But as investigators began to unravel the incident, they say they found something far different: a massive scheme to defraud taxpayer-funded healthcare programs of millions of dollars by recruiting homeless patients for unnecessary medical services.
The elaborate enterprise churned thousands of indigents through hospitals over the last four years and billed Medicare and Medi-Cal for costly and unjustified medical procedures, federal, state and local investigators said Wednesday.
Those involved in the alleged conspiracy "ranged from street-level operatives to the chief executive of a hospital," U.S. Atty. Thomas P. O'Brien said.
Another abuse of government funding. Doesn't come as a surprise. This is what happens when you have government health care.
According to court filings, "runners" or "stringers" on skid row looked for homeless recruits. Prospects were offered small sums of money, typically $20 or $30, to be paid upon completion of a hospital stay of one to three days. The street recruiter typically received $40 for each homeless recruit with Medicare eligibility and $20 for each recruit with Medi-Cal benefits, according to the city attorney's lawsuit.
Some solicitations were direct, but others were coded, according to the city attorney's lawsuit. One alleged street pitch referred to the color scheme of the Medi-Cal eligibility card: "Red, white and blue, just make it do what it do, for me and you."
I have to hand it to them. It takes some moxy to have such an elaborate setup and to be selling government fraud on street corners...
From the New York Times:
Alleged Scheme Involved Homeless
LOS ANGELES — An investigation into what the authorities say was a scheme that used homeless people to bilk tens of millions of dollars from federal and state health insurance programs began four years ago with a tip from a rescue mission employee.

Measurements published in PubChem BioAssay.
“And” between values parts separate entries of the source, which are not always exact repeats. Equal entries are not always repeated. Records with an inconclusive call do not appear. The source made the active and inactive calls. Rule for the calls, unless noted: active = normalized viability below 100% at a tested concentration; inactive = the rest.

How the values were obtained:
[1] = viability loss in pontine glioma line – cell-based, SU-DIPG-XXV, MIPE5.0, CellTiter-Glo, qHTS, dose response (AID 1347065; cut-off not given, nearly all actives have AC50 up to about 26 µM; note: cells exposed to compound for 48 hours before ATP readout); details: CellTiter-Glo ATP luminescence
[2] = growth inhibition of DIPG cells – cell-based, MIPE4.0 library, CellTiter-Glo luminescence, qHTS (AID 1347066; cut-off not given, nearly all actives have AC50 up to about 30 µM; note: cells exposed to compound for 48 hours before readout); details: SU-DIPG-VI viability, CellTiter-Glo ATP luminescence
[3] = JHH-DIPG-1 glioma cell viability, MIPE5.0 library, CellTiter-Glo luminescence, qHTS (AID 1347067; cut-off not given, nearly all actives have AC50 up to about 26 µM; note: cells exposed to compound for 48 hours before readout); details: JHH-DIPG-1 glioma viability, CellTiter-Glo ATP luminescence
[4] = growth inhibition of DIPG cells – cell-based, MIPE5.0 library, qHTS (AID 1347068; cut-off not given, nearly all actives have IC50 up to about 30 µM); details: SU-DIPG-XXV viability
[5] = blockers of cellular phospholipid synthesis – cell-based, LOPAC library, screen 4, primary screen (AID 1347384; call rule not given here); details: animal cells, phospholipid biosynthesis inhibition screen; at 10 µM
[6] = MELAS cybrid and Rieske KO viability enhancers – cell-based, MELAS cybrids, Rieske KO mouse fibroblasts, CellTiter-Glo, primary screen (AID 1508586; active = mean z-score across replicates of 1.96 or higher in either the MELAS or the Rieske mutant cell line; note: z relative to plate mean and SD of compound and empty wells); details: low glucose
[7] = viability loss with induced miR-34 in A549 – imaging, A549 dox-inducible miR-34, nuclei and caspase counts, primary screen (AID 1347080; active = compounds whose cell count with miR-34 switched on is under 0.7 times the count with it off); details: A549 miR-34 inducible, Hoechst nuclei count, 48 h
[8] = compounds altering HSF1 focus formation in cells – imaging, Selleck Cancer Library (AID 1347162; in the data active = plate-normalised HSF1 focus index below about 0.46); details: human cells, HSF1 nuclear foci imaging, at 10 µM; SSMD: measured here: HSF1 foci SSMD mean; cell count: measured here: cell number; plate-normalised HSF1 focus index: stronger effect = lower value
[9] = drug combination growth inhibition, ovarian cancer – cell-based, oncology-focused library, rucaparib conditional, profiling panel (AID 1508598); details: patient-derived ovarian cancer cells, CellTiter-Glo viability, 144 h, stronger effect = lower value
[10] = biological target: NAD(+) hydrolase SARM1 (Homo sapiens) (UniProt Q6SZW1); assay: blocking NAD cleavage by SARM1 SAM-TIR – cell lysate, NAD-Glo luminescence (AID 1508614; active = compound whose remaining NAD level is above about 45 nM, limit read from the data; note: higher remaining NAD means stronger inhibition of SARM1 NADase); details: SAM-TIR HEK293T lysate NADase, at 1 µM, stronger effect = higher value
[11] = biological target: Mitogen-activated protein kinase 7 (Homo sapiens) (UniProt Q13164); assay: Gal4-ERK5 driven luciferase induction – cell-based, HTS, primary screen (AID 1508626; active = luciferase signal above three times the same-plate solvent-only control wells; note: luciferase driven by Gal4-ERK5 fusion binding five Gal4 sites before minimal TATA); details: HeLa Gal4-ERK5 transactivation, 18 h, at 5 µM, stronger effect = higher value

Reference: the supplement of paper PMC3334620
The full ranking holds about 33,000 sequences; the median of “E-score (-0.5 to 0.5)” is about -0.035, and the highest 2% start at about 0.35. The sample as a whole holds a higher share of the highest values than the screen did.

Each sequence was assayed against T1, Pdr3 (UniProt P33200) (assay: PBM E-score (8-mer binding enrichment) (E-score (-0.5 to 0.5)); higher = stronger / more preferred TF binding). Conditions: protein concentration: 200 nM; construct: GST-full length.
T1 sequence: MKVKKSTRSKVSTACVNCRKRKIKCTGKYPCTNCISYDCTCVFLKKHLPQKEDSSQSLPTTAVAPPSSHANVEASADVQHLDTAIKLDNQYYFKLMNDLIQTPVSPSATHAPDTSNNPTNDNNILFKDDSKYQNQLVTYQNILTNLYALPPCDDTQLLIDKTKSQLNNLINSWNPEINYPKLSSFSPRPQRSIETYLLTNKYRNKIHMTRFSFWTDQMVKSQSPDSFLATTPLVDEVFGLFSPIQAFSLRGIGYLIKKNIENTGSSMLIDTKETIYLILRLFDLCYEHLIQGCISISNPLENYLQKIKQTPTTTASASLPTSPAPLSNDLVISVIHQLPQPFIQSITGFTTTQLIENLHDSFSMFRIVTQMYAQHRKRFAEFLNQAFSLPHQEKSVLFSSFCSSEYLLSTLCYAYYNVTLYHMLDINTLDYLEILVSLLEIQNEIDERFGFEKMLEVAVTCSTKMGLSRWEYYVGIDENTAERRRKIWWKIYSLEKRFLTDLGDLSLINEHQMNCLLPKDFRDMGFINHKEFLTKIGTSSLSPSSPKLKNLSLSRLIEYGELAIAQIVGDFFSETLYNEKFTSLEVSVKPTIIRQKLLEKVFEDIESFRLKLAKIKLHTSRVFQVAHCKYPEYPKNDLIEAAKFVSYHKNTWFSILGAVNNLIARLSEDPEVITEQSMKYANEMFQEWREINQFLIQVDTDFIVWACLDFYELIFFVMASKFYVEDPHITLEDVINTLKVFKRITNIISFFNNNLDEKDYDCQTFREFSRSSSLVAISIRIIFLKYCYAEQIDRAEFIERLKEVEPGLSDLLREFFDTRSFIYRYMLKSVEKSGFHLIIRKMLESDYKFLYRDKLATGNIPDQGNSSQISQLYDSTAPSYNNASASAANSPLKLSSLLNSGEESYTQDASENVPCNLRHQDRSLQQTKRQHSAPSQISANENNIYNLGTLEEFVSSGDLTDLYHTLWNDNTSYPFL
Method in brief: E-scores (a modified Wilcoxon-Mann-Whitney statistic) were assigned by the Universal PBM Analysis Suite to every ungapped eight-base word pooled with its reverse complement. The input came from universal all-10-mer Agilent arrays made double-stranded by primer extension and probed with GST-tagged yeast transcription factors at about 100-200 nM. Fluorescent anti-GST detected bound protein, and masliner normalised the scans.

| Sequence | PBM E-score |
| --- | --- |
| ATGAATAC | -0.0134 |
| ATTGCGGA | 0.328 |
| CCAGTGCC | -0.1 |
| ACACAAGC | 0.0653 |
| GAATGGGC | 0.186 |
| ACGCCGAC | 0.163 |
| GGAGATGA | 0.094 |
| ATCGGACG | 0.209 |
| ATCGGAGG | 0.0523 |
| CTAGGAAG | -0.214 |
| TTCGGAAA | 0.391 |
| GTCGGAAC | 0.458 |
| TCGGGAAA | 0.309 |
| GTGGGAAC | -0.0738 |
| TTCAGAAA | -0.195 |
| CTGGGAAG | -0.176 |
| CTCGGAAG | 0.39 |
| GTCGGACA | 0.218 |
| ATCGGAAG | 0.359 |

The employee, Scott Johnson, who works for the Union Rescue Mission in the heart of Skid Row, said he had noticed vans and cars loading up homeless people.
“Sometimes they were so full of people that they put people in the trunks of cars,” Mr. Johnson said Thursday as he passed out bottles of water to the homeless. “I wondered what was going on, so I called the state authorities.”
They certainly were not bashful about it. I guess you need a production line and a feeder if you want to generate millions of $ worth of claims.
And then their was this interesting quote from the times:
Although Medicare scams are relatively common, Mr. O’Brien said they usually implicated small clinics or doctors’ offices. The scale and duration of this enterprise is unusual, investigators said.
The fact that medicare scams are "relatively common" is just a thought in passing. The fact that this is the case doesn't merit much discussion. This case is just exceptional in scope. Perhaps they should look at numbers for health care expenditures on the homeless across the nation. They might even notice a patern.
Auditors of Medicare fraud should get down to busting businesses
Medicare bureaucrats promised to fix bogus billing six years ago, but the shenanigans continue. Our federal government gave $11 billion to crooked doctors and medical suppliers last year.
In South Florida, federal agents found that one out of three medical equipment businesses billing Medicare didn't exist. Unfortunately, they discovered that after the bogus "businesses" raked in $97 million in 2006.
Government Health Care is building on the great tradition of government housing and government schools. Let's hear it for Government Health Care! Sphere: Related Content